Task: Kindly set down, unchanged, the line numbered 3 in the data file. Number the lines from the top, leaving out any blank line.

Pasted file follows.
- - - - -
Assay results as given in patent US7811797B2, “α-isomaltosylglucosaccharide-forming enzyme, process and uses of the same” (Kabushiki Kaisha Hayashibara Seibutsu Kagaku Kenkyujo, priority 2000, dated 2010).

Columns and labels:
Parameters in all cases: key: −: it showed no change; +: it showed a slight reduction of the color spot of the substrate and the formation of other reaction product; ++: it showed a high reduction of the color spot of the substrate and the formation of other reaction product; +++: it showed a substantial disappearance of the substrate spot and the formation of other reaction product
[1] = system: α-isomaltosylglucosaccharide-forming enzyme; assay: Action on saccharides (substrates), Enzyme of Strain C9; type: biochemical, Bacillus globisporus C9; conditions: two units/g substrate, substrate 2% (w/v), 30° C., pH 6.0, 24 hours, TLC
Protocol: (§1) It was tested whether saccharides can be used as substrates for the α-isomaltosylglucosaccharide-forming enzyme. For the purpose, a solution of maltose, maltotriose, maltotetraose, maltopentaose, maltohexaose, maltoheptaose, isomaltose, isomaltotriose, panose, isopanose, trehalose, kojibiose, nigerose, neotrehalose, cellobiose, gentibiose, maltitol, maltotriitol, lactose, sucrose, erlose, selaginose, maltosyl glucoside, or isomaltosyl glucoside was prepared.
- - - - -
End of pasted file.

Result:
Parameters in all cases: key: −: it showed no change; +: it showed a slight reduction of the color spot of the substrate and the formation of other reaction product; ++: it showed a high reduction of the color spot of the substrate and the formation of other reaction product; +++: it showed a substantial disappearance of the substrate spot and the formation of other reaction product